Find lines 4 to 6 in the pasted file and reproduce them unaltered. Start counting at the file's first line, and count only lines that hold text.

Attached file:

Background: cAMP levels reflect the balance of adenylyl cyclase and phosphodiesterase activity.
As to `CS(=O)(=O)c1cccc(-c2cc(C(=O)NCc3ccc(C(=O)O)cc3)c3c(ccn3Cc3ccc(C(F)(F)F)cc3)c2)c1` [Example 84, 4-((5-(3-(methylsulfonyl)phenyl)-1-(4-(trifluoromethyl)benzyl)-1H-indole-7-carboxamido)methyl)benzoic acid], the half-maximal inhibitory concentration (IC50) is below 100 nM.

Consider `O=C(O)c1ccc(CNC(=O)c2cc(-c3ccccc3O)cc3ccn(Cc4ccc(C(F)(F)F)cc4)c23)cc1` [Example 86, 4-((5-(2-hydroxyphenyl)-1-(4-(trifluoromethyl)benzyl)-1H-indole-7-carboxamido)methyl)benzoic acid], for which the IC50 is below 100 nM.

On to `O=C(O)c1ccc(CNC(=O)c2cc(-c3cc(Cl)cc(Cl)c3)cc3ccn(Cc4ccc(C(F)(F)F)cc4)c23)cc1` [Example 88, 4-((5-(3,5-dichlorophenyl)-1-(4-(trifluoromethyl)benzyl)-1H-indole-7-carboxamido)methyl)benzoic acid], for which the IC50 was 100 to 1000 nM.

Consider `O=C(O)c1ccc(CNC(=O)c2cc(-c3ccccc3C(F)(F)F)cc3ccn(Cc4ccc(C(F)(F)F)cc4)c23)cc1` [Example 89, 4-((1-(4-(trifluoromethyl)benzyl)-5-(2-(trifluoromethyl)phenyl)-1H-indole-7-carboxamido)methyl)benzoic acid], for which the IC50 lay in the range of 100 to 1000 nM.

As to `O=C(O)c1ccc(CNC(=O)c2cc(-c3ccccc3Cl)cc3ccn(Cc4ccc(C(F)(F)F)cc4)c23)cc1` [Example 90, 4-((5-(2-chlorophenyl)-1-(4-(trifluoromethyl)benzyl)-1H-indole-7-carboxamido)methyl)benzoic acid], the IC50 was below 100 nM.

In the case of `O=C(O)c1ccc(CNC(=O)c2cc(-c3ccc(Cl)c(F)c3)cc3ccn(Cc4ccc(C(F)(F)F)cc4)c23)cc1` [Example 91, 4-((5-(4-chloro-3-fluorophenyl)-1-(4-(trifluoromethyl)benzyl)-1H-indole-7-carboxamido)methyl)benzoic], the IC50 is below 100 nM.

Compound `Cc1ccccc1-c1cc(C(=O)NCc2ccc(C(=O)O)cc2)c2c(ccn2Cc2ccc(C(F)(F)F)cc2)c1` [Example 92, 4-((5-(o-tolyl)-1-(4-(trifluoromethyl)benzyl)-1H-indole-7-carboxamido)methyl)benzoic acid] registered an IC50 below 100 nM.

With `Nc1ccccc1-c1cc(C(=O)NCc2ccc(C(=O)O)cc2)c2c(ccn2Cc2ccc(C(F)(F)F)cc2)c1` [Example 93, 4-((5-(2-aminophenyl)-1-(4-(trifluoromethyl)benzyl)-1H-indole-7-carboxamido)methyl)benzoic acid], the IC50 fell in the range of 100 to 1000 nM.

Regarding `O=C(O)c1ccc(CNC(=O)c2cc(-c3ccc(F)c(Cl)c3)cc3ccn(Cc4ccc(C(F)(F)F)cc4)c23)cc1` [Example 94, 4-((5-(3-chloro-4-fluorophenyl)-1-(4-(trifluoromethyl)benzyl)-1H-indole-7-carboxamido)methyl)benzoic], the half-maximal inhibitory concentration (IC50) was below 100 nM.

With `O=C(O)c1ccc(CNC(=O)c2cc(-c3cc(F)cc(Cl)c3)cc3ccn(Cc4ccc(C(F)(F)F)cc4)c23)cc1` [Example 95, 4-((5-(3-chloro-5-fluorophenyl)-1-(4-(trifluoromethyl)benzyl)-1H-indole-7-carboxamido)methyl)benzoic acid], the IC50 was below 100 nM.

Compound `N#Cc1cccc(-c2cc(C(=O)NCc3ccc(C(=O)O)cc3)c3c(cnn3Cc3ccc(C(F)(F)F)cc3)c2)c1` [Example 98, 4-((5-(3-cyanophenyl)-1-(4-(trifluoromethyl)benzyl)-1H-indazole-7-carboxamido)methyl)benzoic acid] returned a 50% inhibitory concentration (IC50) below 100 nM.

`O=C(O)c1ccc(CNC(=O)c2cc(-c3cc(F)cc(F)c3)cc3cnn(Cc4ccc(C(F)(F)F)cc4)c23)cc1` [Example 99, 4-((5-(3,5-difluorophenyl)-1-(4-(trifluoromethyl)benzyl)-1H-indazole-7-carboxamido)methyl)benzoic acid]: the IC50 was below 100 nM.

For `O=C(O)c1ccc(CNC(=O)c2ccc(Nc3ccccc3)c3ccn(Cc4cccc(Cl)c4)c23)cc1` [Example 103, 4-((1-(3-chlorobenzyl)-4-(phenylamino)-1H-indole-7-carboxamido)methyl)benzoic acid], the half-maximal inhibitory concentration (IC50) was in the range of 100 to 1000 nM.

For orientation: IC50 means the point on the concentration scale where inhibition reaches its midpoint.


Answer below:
On to `O=C(O)c1ccc(CNC(=O)c2cc(-c3cc(Cl)cc(Cl)c3)cc3ccn(Cc4ccc(C(F)(F)F)cc4)c23)cc1` [Example 88, 4-((5-(3,5-dichlorophenyl)-1-(4-(trifluoromethyl)benzyl)-1H-indole-7-carboxamido)methyl)benzoic acid], for which the IC50 was 100 to 1000 nM.

Consider `O=C(O)c1ccc(CNC(=O)c2cc(-c3ccccc3C(F)(F)F)cc3ccn(Cc4ccc(C(F)(F)F)cc4)c23)cc1` [Example 89, 4-((1-(4-(trifluoromethyl)benzyl)-5-(2-(trifluoromethyl)phenyl)-1H-indole-7-carboxamido)methyl)benzoic acid], for which the IC50 lay in the range of 100 to 1000 nM.

As to `O=C(O)c1ccc(CNC(=O)c2cc(-c3ccccc3Cl)cc3ccn(Cc4ccc(C(F)(F)F)cc4)c23)cc1` [Example 90, 4-((5-(2-chlorophenyl)-1-(4-(trifluoromethyl)benzyl)-1H-indole-7-carboxamido)methyl)benzoic acid], the IC50 was below 100 nM.